July 14th, 2017
Known around the world for the infamous drug war that left the country devastated, Colombia is rising from the ashes and becoming a highly sought destination. Soccer, music, art, and gorgeous landscapes are making more news than the violence that is slowly becoming part of the past.
When I went back to Colombia after eight years, I was jittery with excited nerves. After living and working there for a year and a half, I have countless memories. Some are awful, most are great, and all of them are special.
I’m more of a “save the best for last” kind of gal, so let’s get through the worst experiences first.
My worst experiences in Colombia:
1. Having to always be on the lookout
While the idea of getting kidnapped and whatnot is a bit ridiculous, you do have to rely on your street smarts 100% of the time, especially in a big city like Bogota. While this is true of most cities in the world, it is still exhausting to have to always be aware of who’s around you and where your belongings are. From little kids to grandparents with walkers, everyone is suspect, and it is pretty tiresome.
2. The corrientazo in front of the main plaza in Zipaquira
Zipaquira is one of the best day trips you can take from Bogota. It has the impressive Salt Cathedral, the town is beautiful, and it is a nice change of pace. However, do not, for the love of all that is holy, trust the local lunch place in front of the main plaza. It was literally the worst meal I have had in my entire life, sometimes I still have nightmares about it. *Shudder*
3. Rush hour madness in Bogota
Rush hour sucks in any city, but in Bogota it is like the Hunger Games. If you’re taking the Transmilenio, you will have to fight to the death to be able to get on one of the buses. If you’re on a regular bus, you will have to kick, push, and bite to be able to get off. If you survive, wear your battle scars proudly.
4. Getting caught in a knife fight
I joined a cultural collective to interview people at a hip-hop concert in one of Bogota’s most marginalized neighborhoods. The experience of covering a community based event that transformed a dumpster into a park was incredible, but it got soured by a knife fight that happened right.in.front.of.me. I was so shocked it took me days to be able to talk about it.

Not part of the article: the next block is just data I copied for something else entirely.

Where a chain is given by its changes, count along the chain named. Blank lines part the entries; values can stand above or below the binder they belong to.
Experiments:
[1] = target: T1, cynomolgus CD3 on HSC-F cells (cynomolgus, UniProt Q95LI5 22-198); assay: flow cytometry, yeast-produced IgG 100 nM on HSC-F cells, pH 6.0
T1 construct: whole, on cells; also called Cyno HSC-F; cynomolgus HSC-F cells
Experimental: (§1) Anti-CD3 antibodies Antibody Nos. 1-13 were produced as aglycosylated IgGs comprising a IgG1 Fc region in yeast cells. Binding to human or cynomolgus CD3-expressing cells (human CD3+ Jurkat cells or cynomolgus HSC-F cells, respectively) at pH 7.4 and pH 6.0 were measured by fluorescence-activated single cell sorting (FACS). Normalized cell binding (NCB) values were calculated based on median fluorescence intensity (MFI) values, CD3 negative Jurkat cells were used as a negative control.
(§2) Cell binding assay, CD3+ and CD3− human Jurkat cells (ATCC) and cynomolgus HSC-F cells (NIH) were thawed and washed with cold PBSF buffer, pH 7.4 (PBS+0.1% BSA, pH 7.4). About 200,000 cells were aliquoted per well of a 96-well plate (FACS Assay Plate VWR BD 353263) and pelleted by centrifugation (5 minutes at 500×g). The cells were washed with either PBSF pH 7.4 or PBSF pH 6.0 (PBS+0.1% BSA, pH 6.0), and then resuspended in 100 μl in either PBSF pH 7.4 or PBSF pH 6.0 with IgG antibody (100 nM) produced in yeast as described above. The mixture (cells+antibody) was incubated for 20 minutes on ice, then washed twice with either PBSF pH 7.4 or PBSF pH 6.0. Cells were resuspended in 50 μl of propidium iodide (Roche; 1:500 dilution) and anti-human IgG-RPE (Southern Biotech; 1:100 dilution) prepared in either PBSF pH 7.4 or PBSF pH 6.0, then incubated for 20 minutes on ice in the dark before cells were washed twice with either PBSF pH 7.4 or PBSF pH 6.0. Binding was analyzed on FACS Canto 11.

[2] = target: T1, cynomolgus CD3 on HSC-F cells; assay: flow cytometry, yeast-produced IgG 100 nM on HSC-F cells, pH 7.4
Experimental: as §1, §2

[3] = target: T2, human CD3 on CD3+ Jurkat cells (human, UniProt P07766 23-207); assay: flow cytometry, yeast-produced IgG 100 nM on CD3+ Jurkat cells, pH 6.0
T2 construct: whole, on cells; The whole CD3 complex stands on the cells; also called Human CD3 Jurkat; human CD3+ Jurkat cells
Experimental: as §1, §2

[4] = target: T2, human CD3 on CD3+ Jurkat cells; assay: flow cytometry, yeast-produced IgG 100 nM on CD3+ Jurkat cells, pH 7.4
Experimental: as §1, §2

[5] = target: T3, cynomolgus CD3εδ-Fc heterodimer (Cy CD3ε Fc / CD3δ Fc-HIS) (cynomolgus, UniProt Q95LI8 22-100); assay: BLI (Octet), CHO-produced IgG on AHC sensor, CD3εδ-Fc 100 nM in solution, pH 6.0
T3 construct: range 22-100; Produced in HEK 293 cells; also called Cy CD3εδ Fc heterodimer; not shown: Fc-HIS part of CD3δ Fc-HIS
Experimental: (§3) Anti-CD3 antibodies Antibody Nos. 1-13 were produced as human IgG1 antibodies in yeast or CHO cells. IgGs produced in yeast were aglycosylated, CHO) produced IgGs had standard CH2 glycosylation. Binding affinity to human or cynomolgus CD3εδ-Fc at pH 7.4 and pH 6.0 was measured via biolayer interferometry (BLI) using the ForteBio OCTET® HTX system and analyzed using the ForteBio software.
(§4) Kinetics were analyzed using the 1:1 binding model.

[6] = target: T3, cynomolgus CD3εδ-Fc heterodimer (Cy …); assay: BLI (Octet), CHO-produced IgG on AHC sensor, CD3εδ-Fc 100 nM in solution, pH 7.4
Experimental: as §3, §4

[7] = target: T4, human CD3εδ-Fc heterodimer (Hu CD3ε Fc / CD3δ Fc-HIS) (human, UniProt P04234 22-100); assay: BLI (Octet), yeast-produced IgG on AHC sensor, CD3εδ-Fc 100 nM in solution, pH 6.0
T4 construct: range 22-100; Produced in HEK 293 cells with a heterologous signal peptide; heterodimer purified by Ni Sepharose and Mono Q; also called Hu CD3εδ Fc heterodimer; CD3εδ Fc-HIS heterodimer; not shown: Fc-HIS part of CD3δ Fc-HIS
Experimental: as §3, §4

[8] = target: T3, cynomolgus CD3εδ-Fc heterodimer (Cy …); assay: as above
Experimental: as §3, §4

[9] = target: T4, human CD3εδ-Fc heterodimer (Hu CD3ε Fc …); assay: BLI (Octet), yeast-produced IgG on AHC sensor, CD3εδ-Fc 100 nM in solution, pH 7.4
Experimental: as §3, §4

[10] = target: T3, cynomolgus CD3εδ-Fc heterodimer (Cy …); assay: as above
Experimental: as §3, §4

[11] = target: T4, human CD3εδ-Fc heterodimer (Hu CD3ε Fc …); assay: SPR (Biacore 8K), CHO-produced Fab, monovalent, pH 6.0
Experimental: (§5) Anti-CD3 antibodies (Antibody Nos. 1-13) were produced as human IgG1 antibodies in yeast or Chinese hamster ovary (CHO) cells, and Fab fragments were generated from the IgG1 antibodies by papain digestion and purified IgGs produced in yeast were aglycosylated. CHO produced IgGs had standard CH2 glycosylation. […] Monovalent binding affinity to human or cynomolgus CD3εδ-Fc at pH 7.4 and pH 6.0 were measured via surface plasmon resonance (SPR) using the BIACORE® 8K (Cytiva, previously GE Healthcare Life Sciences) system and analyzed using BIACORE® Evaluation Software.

5. Street harassment from the military
My best friend lived closed to President Santos’ family house. Because of this, there were always soldiers in the surrounding streets. You’d think this would make you feel safer but the constant “hello beautiful” or “where are you going, heaven?” remarks coming from armed men made me feel the exact opposite.
No country is perfect, we all know this, which is why when I think of Colombia I rarely think about the bad experiences. Instead of focusing on them, I rather think about the amazing things that happened to me in this beautiful land.
My best experiences in Colombia:
1. Meeting incredible people
Most of the people I met were interesting, smart, funny, and motivated. Everyone had an idea of something to create, of a movement to start, of an organization to make, of a change to enact. Obviously not everyone is like this, I was just lucky to run into people who were. Even in my travels, however, Colombians make the country proud by being warm, open, caring, and friendly. One thing is for sure: You’ll never be bored with them!
2. Being surrounded by the Sea of Seven Colors
Not many people know that Colombia has two Caribbean islands, and that they are breathtakingly beautiful. San Andres is the most popular one, but Providencia stole my heart with its authenticity and chill vibes. Once overrun by pirates, these islands are surrounded by the Sea of Seven Colors, which is unlike anything I had ever seen.
3. Randomly ending up at the Festival of Lights in Villa de Leyva
There’s nothing better than planning a random trip somewhere only to find out you’ve gotten there on a special day. Villa de Leyva is the country’s most famous pueblo, and definitely one of its most beautiful. Getting to be there at the Festival of Lights was a truly magical experience.
4. Learning about street art in Bogota
At the risk of feeling like a tourist, I took the Bogota Graffiti Tour, and it was seriously one of the best experiences I had in the city. The work found throughout the city are incredible, and the tour took me through parts of the center I hadn’t even been to before. Afterwards, I could show off by pointing to graffiti around the city and identifying the style of a specific artist.
5. San Pedreando in El Huila
Three days of non-stop dancing, great food, and limitless alcohol basically makes el San Pedro the best party of my life. This regional festival is the most important one celebrated in the region of El Huila. On our last day, the people from the town insisted on giving us a shot of aguardiente every time we sat down (one of my friends had a finca there), which basically made us instant friends.
Of course I’m extremely biased, but I will forever be proud of Colombia. Wondering whether you should go? There’s only one right answer, and I hope this list makes the choice clear!
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